Business/Partners see positive investment activity
BUSINESS/PARTNERS created 12 395 jobs in South Africa in the year to March, the leading risk financier for small and mediumsized enterprises (SMEs) in South Africa and selected African countries said in its results released yesterday.
The company approved 327 investment transactions, amounting to more than R1.14 billion in the reporting period. Managing director Ben Bierman said the company’s financial results for the year to March showed positive investment activity, despite a period characterised by tough trading conditions for SMEs.
The results also indicated eroding SME confidence levels and increased concerns around the servicing of debt – if economic and political uncertainty continued to prevail.
“R1 147bn was approved for SME finance during our 2016/2017 financial year and while this is slightly under the target of R1.2bn, the investment activity represents a satisfactory achievement in comparison to the 371 investments amounting to R107.4bn which were approved in the 2015/2016 financial period,” said Bierman.
“We anticipated a challenging period for SMEs in particular, and business in general. The economic uncertainty and lack of growth required enhanced due diligence and prudence in making sound investment decisions. A commitment to client service and post investment support became even more important as it became clear that SMEs were facing increasing pressure. In summary, a satisfying result.”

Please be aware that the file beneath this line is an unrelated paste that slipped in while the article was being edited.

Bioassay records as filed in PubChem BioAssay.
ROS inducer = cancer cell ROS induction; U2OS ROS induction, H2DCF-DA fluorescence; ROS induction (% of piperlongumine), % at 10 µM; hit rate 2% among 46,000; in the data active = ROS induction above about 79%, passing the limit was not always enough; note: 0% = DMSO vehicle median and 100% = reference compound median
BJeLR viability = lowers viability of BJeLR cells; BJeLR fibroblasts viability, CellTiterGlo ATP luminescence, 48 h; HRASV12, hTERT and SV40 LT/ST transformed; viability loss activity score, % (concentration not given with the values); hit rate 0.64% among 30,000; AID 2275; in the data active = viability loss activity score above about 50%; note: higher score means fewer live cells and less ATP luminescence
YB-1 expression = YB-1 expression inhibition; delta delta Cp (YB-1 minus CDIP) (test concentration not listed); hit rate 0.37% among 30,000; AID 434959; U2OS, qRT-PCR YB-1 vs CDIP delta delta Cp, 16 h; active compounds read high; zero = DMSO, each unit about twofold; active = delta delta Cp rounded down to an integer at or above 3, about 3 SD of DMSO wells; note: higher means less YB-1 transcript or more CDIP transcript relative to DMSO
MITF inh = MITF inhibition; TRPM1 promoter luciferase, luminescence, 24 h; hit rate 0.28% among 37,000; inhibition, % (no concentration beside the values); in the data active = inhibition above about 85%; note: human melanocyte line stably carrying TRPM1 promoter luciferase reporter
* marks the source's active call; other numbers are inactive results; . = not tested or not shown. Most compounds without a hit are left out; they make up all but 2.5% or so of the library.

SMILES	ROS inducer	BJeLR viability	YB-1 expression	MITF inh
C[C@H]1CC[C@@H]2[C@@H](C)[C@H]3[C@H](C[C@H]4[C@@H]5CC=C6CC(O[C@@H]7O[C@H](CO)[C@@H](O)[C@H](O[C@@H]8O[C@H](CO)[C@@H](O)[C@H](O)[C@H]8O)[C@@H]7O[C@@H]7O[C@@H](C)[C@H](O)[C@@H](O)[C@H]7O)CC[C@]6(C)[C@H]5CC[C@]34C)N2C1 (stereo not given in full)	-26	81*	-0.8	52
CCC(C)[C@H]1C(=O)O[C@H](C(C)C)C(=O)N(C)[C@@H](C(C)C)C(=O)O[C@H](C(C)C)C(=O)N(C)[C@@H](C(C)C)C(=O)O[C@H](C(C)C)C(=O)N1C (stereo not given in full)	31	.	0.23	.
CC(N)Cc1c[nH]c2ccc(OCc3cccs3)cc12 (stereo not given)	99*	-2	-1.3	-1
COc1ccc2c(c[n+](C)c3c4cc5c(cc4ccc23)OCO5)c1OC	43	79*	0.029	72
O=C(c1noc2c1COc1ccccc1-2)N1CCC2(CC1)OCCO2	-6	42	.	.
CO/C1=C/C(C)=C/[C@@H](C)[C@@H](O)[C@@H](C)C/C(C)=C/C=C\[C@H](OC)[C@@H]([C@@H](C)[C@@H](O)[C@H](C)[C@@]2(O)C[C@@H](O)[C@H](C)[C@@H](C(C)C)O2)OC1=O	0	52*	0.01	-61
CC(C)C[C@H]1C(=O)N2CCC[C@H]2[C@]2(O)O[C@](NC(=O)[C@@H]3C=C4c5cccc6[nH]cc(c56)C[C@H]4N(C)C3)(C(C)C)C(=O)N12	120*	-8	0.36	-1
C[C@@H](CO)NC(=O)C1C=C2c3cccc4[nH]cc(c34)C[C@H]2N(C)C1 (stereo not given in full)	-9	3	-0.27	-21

Total income increased by 11.9 percent to R613.4 million from R548.2m in the prior year. The net profit attributable to equity holders of Business/ Partners for the year amounted to R207.1m, an 11.2 percent increase from R186.3m reported in the prior year.
“We continue to actively explore how we can further service black-owned businesses, so as to increase this number in line with our objective of responsible investing and the current national narrative of inclusive growth,” said Bierman.
“At the start of the financial year we were cautiously optimistic that the local economy was rebounding from Nenegate, and the subsequent economic fallout thereafter. Many indicators pointed to an improved economic environment for the following 12 to 24 months as commodity prices were on the increase, we had bullish expectations that the drought had broken and that the agricultural sector would again positively contribute to the local economy, and that politically, there was stability in the finance team,” said Bierman.
“However, the level of distress among our SME client base increased, which materialised in a sharp increase in credit losses. Net credit losses increased by 90.4 percent to R81m from R42.5m last year. Realised credit losses in the form of bad debts gained 87.5 percent to R63.9m from R34.1m last year,” Bierman said.
He explains that the material increase in the credit losses reflects the continued impact of slow growth, policy uncertainty and other adverse economic conditions prevalent over the past two financial periods.
“Credit risks and signs of distress were noticed from July last year and continued to deteriorate into the first quarter of 2017. However, this distress typically builds up over a three, six and potentially nine month period as many SMEs initially seek out alternative methods to adhere to debt payments.
“In the coming months, Busiuness/Partners will focus on assisting struggling SMEs with technical assistance to support specific management functions as well as business turnaround support, with the sole aim to aid business owners to overcome such periods,” he said.
Bierman said a further downgrade would probably result in the predicted recession, an increase in interest rates and would materially affect SME turnovers, cash flows, debt service costs and therefore the viability of a number of SMEs would become doubtful.